Like many before her, especially the French Surrealists, Cixous drew on Marx and Freud, being interested in political and libidinal challenges to traditional structures of power. A novelist and playwright as well as a critical theorist, she was also influenced by post-war literature by Alain Robbe-GrilletMarguerite DurasNathalie Sarraute and others which experimented with plot, time and description of the material world, often exploring the interior consciousness of their narrators through detailed descriptions of physical objects. Aiming to combine the Surrealist belief in the power of writing, psychoanalysis and radicalism with post-Structuralist and nouveau roman alternatives to conventional political order and literary styles, The Laugh of the Medusa was a manifesto for women to free themselves from the patriarchal stranglehold over intellectual culture.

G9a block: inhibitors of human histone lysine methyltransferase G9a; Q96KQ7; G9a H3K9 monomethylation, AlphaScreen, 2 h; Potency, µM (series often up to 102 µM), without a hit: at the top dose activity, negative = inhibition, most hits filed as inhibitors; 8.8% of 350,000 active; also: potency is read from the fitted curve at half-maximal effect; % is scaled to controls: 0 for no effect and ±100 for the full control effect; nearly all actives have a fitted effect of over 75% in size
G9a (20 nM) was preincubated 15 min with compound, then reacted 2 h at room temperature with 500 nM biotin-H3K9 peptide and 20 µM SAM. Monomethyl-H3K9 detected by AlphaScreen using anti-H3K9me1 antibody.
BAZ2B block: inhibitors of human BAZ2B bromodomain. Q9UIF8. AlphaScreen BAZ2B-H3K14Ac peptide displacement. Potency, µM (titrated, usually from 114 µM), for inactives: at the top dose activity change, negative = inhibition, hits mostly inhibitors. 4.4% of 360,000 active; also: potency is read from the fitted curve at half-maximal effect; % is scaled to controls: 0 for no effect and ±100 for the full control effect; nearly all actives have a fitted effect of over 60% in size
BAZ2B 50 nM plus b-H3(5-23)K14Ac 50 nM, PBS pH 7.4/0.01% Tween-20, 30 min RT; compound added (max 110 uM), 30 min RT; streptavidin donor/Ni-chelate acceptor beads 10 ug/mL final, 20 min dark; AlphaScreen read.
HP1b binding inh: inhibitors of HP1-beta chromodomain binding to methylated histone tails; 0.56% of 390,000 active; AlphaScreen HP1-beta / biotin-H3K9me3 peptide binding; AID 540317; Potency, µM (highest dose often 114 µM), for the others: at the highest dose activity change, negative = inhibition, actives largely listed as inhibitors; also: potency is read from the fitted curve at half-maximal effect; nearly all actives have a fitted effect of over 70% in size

The Enlightenment discourse, with its claims to objectivity and rationality, had been questioned between the world wars but became untenable after them. Cixous encouraged women not to write in this style, instead engaging more personally with their readers, linking her rebellion against linear, climactic texts that reproduced phallocentric sexuality with her celebration of women’s more numerous erogenous zones. In this, and in advocating the discussion of menstruation, lactation, pregnancy and clitoral pleasure, she avoided the trap of casting conventions set by men as gender-neutral, and suggested a more exploratory alternative to that brand of 1970s feminism which struggled to talk about sex, but came close to suggesting that women reinforce ideas of themselves as intuitive, irrational, and overly concerned with emotional and personal issues. But for Cixous, as for many of her contemporaries, the personal was political, as female bodies and sexualities had been discussed far more by men – not least the Surrealists – than women.